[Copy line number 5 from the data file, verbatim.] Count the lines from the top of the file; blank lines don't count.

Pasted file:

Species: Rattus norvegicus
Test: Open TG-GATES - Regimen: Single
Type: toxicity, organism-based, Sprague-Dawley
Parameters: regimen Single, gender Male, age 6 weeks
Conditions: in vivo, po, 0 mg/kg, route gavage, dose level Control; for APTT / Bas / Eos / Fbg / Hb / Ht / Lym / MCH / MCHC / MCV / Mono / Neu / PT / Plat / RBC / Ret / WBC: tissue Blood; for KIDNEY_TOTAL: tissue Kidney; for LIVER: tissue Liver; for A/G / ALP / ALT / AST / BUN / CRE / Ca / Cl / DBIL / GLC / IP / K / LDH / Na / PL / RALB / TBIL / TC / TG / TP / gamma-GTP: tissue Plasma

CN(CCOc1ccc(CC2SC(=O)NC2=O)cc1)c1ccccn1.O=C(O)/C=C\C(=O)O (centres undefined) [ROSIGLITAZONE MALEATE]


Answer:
Conditions: in vivo, po, 0 mg/kg, route gavage, dose level Control; for APTT / Bas / Eos / Fbg / Hb / Ht / Lym / MCH / MCHC / MCV / Mono / Neu / PT / Plat / RBC / Ret / WBC: tissue Blood; for KIDNEY_TOTAL: tissue Kidney; for LIVER: tissue Liver; for A/G / ALP / ALT / AST / BUN / CRE / Ca / Cl / DBIL / GLC / IP / K / LDH / Na / PL / RALB / TBIL / TC / TG / TP / gamma-GTP: tissue Plasma